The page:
Film Review – Wish I Was Here

Wish I Was Here

Wish I Was Here

There is a sub-genre that has become a staple of any year: the indie comedy. The comedy movie that, while being funny, deals with some darker issues, has an abundance of quirky-but-realistic characters, and sometimes creates its own offbeat reality that we can fall into. This is one of the hardest films to navigate, keeping these balances going through the film. While director Zack Braff had a handle on this in Garden State, here that instinct seems to have abandoned him in his latest project, Wish I Was Here.

Our entry point is Aiden (Zack Braff), a failing actor who hasn’t had a steady job since he did a dandruff commercial, who drifts into fantasies of being a spaceman like he used to do when he was a kid. He doesn’t work enough so his wife, Sarah (Kate Hudson), is the breadwinner, but she is having issues with a crude co-worker. His dad, Gabe (Mandy Patinkin), is dying of cancer and cannot afford to send Aiden’s children, Grace (Joey King) and Tucker (Pierce Gagnon), to Jewish school, so Aiden is going to try to home school them. Aiden also has a genius brother, Noah (Josh Gad), who lives in a trailer and barely interacts with anyone, and has deep issues with his father. He is more devoted to the idea of making a costume to impress a girl at Comic Con than being involved in any of the drama around him.

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With all that is going on, I kept thinking throughout, what exactly is Zack Braff trying to do here? What does he want to get across? We move from character to character having different issues and moments and it never builds to anything. It isn’t even a glimpse into a life with its messy moments so much as moments with whatever character Braff wants to focus on because it’s who he decided to have act that way in that scene. There was no central defining idea about who these people are so it is never clear how a scene should be read.

Some of these confusing moments really stood out. Grace is defined as a budding teenager who is very smart, but also a devoted Jew who is upset about being taken out of school. She cuts her hair because her dad mentioned she would be pretty even if she was bald. Both these events seem to be a big deal to her and then are thrown aside with little information given as to how she has adapted to her new situation. Or Aiden, supposedly becoming a better teacher when he doesn’t seem to be teaching them anything, just spouting random advice and having them make the backyard presentable and then cut to montage moments of them all together. This doesn’t show him as a strong teacher, and there is never an effort to show how it helps his children deal with the issues in their lives. Then there is a scene with Gabe talking with Aiden about Noah, and Aiden says every time they talk it always ends up being about Noah. This didn’t happen before and doesn’t happen again, it was the film trying to make this an issue without showing us how it is an issue.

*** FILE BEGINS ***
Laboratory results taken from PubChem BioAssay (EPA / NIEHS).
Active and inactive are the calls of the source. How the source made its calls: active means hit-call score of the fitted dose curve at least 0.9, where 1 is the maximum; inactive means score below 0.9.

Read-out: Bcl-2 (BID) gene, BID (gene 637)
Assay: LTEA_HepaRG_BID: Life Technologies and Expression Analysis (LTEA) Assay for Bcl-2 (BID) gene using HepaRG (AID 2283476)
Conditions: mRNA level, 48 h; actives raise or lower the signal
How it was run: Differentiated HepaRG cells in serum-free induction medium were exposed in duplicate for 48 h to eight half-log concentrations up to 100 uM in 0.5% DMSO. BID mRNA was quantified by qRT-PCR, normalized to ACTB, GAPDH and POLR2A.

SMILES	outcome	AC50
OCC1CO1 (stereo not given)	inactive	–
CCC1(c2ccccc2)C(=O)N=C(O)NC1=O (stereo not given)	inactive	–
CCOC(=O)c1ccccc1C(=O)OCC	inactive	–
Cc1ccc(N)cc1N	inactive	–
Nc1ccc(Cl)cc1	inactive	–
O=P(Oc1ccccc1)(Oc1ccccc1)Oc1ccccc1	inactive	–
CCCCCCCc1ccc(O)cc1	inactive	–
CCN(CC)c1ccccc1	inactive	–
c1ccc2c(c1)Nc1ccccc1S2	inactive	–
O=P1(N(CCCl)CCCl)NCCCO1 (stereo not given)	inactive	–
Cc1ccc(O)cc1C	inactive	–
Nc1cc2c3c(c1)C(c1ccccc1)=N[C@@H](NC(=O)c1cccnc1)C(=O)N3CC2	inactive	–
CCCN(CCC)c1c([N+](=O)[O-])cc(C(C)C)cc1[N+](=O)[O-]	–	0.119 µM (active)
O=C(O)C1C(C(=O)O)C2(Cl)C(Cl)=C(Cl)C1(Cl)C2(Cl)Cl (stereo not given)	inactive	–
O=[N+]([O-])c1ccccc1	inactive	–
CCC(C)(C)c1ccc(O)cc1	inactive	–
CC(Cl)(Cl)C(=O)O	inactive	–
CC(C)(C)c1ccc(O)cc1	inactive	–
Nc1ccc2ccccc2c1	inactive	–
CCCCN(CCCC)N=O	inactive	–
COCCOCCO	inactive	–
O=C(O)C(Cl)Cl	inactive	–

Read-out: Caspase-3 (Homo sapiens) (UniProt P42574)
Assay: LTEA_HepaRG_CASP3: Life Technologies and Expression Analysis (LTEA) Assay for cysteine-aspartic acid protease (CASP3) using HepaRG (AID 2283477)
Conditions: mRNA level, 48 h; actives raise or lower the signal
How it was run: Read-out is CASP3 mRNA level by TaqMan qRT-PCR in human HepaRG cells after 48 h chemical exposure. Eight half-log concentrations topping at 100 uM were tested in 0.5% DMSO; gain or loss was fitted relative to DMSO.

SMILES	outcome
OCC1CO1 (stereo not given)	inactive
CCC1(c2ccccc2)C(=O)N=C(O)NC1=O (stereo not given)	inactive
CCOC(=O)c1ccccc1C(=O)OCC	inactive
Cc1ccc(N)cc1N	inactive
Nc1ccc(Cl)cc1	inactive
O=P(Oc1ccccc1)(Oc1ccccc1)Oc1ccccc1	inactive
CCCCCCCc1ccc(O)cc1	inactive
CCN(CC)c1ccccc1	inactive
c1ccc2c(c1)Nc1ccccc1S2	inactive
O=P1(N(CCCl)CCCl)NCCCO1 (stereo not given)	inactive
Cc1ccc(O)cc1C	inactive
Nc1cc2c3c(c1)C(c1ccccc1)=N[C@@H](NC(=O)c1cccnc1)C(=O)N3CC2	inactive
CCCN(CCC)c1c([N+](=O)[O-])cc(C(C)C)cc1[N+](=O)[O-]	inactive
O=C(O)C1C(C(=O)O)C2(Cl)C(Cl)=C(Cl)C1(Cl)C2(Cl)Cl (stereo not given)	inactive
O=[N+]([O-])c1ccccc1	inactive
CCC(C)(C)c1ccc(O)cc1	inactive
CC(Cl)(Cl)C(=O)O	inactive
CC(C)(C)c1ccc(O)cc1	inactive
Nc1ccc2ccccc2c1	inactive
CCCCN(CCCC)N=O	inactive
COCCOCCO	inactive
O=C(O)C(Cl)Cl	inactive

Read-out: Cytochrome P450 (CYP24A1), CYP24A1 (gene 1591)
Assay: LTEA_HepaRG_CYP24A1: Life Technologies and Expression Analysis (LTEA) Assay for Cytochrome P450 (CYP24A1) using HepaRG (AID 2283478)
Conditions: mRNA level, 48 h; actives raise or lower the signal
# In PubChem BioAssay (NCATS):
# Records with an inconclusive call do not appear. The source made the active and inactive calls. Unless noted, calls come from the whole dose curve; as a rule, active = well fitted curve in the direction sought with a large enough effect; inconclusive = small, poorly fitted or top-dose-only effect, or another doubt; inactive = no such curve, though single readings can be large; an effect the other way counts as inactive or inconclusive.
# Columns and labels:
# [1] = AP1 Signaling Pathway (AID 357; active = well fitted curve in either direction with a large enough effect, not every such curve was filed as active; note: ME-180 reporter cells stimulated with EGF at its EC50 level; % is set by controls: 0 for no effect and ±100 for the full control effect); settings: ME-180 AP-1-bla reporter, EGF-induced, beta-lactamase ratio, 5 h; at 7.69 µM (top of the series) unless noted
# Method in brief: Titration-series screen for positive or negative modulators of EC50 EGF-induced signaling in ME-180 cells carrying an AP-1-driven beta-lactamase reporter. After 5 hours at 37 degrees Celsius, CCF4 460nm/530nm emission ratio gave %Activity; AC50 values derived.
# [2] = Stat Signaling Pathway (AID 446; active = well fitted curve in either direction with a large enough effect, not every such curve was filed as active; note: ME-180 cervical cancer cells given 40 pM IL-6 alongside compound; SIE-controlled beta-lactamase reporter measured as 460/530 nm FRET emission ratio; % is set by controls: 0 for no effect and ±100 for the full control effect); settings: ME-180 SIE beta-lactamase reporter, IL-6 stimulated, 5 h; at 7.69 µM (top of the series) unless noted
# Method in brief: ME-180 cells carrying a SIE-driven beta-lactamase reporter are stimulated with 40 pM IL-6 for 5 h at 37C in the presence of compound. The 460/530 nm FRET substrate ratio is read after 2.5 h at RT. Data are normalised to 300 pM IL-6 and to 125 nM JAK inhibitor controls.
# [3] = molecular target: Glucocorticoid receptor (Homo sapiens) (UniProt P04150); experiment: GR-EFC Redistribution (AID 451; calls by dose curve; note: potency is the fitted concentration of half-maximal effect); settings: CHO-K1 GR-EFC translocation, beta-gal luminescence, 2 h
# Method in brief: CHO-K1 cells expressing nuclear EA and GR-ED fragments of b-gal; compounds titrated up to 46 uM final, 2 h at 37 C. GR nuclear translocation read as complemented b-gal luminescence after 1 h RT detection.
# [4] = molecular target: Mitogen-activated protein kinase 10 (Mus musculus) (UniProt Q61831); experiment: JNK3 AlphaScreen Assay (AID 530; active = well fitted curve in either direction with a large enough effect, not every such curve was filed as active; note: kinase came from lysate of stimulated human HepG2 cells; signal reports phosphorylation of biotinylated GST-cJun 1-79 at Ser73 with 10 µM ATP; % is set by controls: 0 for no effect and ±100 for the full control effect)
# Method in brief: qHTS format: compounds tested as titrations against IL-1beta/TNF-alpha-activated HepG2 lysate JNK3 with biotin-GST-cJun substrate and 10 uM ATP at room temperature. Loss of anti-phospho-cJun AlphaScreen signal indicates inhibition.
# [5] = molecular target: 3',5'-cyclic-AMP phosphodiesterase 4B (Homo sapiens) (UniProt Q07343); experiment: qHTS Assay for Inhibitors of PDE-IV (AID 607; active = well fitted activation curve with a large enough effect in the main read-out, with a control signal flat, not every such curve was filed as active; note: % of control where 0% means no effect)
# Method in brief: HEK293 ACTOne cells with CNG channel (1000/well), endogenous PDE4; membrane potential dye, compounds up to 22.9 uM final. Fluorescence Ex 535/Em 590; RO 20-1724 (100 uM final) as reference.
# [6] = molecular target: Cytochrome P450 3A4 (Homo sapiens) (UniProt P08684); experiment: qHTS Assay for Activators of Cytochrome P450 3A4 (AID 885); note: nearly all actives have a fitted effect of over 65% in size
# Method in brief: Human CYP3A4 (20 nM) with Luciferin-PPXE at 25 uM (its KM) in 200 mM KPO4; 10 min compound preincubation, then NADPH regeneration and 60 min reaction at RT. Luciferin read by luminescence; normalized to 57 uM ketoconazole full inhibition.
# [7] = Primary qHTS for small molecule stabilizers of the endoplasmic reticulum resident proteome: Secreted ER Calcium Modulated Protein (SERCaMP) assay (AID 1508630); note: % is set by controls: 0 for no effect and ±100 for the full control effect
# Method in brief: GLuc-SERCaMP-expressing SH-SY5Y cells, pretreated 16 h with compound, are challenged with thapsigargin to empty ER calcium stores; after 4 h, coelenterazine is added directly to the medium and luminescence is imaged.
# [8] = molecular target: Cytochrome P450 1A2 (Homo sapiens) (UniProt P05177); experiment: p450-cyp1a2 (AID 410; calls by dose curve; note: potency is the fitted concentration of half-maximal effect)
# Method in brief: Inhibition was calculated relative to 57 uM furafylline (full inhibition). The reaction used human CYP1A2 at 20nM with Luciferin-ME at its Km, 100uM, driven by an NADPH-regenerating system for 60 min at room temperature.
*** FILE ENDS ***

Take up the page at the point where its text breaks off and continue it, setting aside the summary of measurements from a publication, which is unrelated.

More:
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The film is full of these kinds of situations, which begin to take away from any emotional depth or insight it wants to make, even affecting the acting. Braff’s performance as Aiden has him running around with an unconvincingly angry face at the beginning and then falling into philosophical moments, but even then seemingly not that into what he is doing, which is odd since this is his movie. Mandy Patinkin has some strong scenes but then he is dying, which helps give him and Braff some chemistry, but feels like it is too little, too late when it happens. Hudson and King have some moments, but, like everyone else, are hamstrung with the structure of the film holding them back from making a real impact.

Thinking back on the film, whole sections of the middle appear so unnecessary to where we ended up, and with nothing learned from the characters in that time, it makes the boredom of those moments seem much worse in retrospect. Now, the one other aspect is the humor, and, while he gets in a few good visual gags, I laughed maybe twice during the whole thing. There really was nothing to look back on with joy. Even a cameo of Jim Parsons as a fellow actor was wasted.

Braff seems to not know what he wants to do and I am not certain what the problem was. Did he have too many ideas at once? Was there a lack of time to pull all these things together? Did there need to be some stronger editing? I don’t know, but whatever the reason, it leads up to the simple fact that this was a sadly dull film.




Benjamin is a film connoisseur and Oscar watcher who lives in Minneapolis and, when not reviewing movies, works at the Hennepin County Library.

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